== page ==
Joanna Macy – heart wisdom

Joanna Macy, a wonderful Buddhist teacher with many years of deep practice and profound teachings, shares this wisdom on the dark times we live in. I’m paraphrasing…

These times, The Great Turning, call for Shambala Warriors wielding the twin weapons of Compassion and Insight – Compassion to provide the heat and motivation to get out there and do what needs to be done and the cooling wisdom of Insight into the ‘radical inter-dependence of all phenomena.’ And we must understand that it is not a war between the good guys and the bad guys, but that ‘the line between good and evil runs through the landscape of every human heart.’

Deep wisdom that only true practice can help us bring into the world.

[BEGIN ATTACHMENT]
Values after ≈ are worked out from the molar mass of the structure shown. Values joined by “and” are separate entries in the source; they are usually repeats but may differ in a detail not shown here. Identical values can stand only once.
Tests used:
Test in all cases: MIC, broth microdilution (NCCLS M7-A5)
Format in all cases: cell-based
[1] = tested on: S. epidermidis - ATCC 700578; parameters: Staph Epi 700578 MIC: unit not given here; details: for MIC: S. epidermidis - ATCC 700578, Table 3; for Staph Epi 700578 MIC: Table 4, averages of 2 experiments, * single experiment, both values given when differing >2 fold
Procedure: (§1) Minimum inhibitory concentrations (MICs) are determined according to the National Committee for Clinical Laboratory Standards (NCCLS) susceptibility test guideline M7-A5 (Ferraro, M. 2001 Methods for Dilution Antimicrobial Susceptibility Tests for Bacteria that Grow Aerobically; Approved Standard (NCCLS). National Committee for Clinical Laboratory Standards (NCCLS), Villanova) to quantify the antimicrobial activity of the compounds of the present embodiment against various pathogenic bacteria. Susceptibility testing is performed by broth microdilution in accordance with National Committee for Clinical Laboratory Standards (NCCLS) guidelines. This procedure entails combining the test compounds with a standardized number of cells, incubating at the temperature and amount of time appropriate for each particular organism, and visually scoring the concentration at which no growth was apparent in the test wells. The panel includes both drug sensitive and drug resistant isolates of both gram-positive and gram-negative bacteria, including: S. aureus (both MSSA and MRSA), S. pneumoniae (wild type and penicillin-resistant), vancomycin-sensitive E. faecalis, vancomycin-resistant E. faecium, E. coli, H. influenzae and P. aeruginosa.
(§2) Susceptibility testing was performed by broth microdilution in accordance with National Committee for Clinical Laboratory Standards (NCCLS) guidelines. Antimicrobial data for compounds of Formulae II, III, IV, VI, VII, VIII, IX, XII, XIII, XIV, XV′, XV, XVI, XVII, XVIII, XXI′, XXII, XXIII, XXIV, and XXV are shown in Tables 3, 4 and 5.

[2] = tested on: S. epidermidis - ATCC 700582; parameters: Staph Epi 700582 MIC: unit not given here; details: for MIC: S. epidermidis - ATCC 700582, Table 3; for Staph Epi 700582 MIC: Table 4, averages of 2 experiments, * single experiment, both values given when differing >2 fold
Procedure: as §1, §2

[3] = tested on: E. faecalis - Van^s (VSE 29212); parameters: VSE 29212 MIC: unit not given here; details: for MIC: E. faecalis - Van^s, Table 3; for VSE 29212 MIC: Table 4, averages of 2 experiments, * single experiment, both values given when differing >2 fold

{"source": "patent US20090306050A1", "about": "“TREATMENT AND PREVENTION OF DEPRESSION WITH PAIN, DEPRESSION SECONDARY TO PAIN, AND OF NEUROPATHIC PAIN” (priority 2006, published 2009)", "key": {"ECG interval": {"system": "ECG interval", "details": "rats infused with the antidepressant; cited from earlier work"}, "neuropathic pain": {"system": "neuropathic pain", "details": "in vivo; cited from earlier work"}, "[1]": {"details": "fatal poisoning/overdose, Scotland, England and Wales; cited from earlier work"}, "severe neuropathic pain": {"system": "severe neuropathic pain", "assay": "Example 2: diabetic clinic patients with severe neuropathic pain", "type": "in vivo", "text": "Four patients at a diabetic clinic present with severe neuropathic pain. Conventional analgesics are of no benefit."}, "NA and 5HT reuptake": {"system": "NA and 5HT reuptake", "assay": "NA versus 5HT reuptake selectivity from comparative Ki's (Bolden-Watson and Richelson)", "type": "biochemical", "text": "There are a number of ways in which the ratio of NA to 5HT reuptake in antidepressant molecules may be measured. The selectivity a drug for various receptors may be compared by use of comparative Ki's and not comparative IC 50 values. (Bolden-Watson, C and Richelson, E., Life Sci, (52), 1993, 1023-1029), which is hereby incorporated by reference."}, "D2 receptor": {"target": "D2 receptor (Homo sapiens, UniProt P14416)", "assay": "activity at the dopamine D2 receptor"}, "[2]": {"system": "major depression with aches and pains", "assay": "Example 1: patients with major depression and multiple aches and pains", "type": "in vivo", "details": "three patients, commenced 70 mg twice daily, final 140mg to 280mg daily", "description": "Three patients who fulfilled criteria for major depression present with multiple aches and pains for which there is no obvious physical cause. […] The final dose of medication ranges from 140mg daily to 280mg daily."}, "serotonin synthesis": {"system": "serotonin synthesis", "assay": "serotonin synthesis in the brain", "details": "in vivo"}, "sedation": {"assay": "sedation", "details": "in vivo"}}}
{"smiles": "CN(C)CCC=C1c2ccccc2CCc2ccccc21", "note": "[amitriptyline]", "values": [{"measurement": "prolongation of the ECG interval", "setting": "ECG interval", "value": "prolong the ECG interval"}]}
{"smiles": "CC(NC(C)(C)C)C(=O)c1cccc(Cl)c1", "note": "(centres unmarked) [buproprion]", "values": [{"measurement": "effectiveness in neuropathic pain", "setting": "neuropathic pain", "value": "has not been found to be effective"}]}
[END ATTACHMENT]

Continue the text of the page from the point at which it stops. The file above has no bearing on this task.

Joanna shares this in her movie, The Great Turning, and this clip is available to view on Vimeo – Joanna Macy on the Shambala Warrior.

Metta for All Beings

In these dark times, times that demand such awareness and commitment to strong action, we need to build each others’ heart strength for the suffering we will encounter, for the hard work we will do, for the long struggle we must endure.

One way of building this strength is to send out heart-felt messages to others, spoken and unspoken messages that come from the meditative state and have power to spread encouragement and support. In some Buddhist traditions, this process is known as metta, which is usually translated ‘loving kindness’, but goes far beyond that when part of a deep practice of compassion and compassionate action.

Zenju Earthlyn Manuel composed this poem, whose words speak to us so strongly in light of recent words and actions, in the spirit of that powerful form of metta:

 

For All Beings

May all beings be cared for and loved,

Be listened to, understood and acknowledged despite different views,

Be accepted for who they are in this moment,

Be afforded patience,

Be allowed to live without fear of having their lives taken away or their bodies violated.